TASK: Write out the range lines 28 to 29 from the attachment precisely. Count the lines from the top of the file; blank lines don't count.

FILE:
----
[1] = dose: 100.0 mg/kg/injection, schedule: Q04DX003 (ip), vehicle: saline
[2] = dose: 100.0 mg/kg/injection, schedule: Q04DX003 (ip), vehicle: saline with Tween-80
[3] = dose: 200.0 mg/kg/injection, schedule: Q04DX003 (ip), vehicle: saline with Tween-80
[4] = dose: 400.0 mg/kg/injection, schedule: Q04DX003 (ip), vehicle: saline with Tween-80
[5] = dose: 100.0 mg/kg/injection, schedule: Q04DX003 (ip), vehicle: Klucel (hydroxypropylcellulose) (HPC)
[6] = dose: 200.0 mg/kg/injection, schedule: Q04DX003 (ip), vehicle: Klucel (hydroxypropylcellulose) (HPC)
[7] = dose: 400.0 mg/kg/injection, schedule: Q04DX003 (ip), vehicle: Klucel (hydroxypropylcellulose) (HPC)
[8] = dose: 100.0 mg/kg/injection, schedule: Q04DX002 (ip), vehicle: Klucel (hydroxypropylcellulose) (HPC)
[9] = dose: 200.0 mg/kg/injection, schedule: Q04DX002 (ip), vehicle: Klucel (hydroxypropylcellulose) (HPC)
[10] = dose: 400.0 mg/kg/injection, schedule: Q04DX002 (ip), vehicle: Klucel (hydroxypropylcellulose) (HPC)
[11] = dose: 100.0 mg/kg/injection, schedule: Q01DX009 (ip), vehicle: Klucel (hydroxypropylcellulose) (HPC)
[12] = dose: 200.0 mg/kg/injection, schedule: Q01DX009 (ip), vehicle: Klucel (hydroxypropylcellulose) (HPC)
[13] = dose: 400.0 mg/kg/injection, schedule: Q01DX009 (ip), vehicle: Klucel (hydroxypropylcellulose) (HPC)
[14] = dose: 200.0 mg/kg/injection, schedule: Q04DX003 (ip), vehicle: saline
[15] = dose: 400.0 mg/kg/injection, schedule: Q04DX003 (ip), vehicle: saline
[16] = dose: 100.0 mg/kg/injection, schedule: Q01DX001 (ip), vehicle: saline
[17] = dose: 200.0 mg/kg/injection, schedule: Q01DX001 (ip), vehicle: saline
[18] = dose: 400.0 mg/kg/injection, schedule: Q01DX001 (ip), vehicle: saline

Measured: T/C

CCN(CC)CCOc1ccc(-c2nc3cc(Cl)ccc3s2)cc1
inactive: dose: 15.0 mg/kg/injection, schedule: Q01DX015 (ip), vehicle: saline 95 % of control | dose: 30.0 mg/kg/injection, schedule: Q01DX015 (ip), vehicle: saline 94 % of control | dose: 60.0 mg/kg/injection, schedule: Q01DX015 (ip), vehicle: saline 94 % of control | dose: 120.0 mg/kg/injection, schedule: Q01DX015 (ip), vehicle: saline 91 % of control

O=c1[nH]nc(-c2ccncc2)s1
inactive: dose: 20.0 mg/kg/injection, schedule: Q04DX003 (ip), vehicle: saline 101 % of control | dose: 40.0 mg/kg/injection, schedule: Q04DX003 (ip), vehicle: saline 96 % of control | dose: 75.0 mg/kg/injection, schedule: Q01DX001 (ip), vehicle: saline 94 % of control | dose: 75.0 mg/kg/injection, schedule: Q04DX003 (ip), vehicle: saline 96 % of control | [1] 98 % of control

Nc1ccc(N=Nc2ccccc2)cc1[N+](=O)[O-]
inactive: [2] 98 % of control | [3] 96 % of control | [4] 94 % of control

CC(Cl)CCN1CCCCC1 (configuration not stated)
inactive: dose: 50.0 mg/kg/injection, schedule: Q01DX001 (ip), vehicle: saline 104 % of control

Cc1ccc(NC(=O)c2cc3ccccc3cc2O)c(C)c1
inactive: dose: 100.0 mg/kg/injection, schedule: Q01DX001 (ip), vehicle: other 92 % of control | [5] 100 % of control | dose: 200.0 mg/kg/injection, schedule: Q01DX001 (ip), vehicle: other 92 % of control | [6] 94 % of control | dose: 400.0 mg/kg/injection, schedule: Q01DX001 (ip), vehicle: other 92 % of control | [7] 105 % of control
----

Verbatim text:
Cc1ccc(NC(=O)c2cc3ccccc3cc2O)c(C)c1
inactive: dose: 100.0 mg/kg/injection, schedule: Q01DX001 (ip), vehicle: other 92 % of control | [5] 100 % of control | dose: 200.0 mg/kg/injection, schedule: Q01DX001 (ip), vehicle: other 92 % of control | [6] 94 % of control | dose: 400.0 mg/kg/injection, schedule: Q01DX001 (ip), vehicle: other 92 % of control | [7] 105 % of control